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Social Media: Effects on Mental Health

By October 31, 2019October 2nd, 2020Blog

During the past 10 years, there has been a rapid development of social media sites, causing several profound changes in the way people communicate and interact. It is becoming increasingly more difficult to find someone who is not on Facebook, Instagram or a different popular social media platform. Facebook alone is home to more than one billion active users. This rise in social media has kept the world far more connected. People now have a place to upload snapshots of their lives that can be seen by anyone they choose, and they have the ability to look at others’ lives in the same way.

Recently, however, some researchers have associated online social networking with several psychological disorders, including depressive symptoms, anxiety, and low self-esteem. Since social networks are a relatively new phenomenon, many questions regarding their potential impact on mental health remain unanswered. On the other hand, due to the popularity of these online services in the general population, any future confirmed the connection between them and psychological disorders would pose a serious public health concern.

Several studies have indicated that the prolonged use of Social Networking Sites (SNS), such as Facebook, may be related to signs and symptoms of depression. In addition, some authors have indicated that certain SNS activities might be associated with low self-esteem, especially in children and adolescents.

Researchers and some social media app developers have stated that social media, especially spending long periods of time on it, is not good for a person’s mental health. Limiting time on social media considerably, and reconnecting with friends and family in real life, is definitely the healthier alternative.

What Is Anxiety?

Anxiety is defined by the American Psychological Association as an emotion characterized by feelings of tension, worried thoughts and physical changes such as increased blood pressure. Other signs and symptoms of anxiety include: 

  • Shaking or trembling 
  • Constant fear of impending danger, panic, or doom
  • Increased heart rate and blood pressure
  • Feeling nervous, irritable, or on edge
  • Hyperventilating (breathing rapidly), sweating, and/or trembling
  • Weakness and exhaustion 
  • Gastrointestinal problems 

Anxiety can be very common and typically does not need treatment. However, if an individual’s anxiety is persistent, they may have an anxiety disorder. Anxiety disorders are a specific set of psychological disorders that involve extreme fear or worry. There are several types of anxiety disorders, such as Generalized Anxiety Disorder, panic disorder and panic attacks, and social anxiety disorder. 

Generalized Anxiety Disorder (GAD)

GAD is defined as excessive and persistent worry about a variety of different things. People with GAD tend to anticipate disaster and tend to be overly concerned about things such as money, work, health, family, or other issues. This worry can lead to anxiety attacks, which are intensive moments of worry and fear. Individuals with GAD struggle to control their worries and panic even when there is no need to worry or panic over anything. 

GAD affects 6.8 million adults, or 3.1% of the U.S. population, with women being twice as likely to be affected. Although the exact cause of GAD is unknown, research suggests that genetics, family life, and life experiences, particularly stressful and traumatic ones, play a role.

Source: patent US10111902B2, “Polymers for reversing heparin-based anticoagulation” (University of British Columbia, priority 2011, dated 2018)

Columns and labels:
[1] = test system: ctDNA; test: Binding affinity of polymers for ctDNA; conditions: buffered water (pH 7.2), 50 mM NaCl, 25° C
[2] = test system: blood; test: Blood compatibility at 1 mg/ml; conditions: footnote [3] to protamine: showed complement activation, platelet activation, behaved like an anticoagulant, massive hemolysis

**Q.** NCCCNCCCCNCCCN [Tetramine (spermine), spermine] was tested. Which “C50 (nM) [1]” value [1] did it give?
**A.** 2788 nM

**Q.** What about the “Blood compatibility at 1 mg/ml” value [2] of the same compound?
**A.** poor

Major Depressive Disorder (MDD)

Major Depressive Disorder (MDD), also known as depression, is a chronic mood disorder that causes a persistent feeling of sadness and loss of interest. It is far more intense and lasts longer than your typical feelings of sadness or “the blues.” MDD is one of the most common mental health disorders in the United States; in the year 2015 alone, nearly 7% of Americans above the age of 18 experienced an episode of MDD.

Many people with MDD never seek treatment. However, most people who suffer from the disorder can get better with treatment. Medications and therapies, such as Accelerated Resolution Therapy® (ART), can effectively treat people with MDD and help them manage their symptoms.

There are several symptoms associated with MDD, these symptoms include: 

  • Feelings of sadness or irritability nearly every day or most days 
  • Thoughts of self-harm or suicide
  • Change in sleeping patterns
  • Lack of energy or being lethargic 
  • Feelings of worthlessness or guilt
  • Loss of interest in most activities once enjoyed 
  • Trouble falling asleep or staying asleep
  • Change in appetite
  • Difficulty concentrating, thinking, or making decisions 
  • Weight loss or weight gain

Early Intervention and Treatment is Critical

Social media is still considered new technology and the exact effects of it are not yet fully understood. However, research does conclude that using social media can result in symptoms of anxiety and depression.

Accelerated Resolution Therapy® (ART) is an innovative, evidence-based therapy for both PTS and PTSD, anxiety, depression, stress, and similar mental health issues. Initially, the therapy was primarily used to help veterans suffering from PTSD. One of the major advantages is the speed at which ART is able to bring relief. Generally, only one to five sessions are needed, not months or years of expensive psychological treatment. 

Accelerated Resolution Therapy works by reprogramming the traumatic memories that are preventing an individual from enjoying the full life they deserve. The therapy works equally well on other mental health diagnoses.

Do not let anxiety and depression caused by social media take control of your life. There is always hope, even when you feel there is none. Contact ART International Training and Research to learn more about the therapy or to find a therapist near you.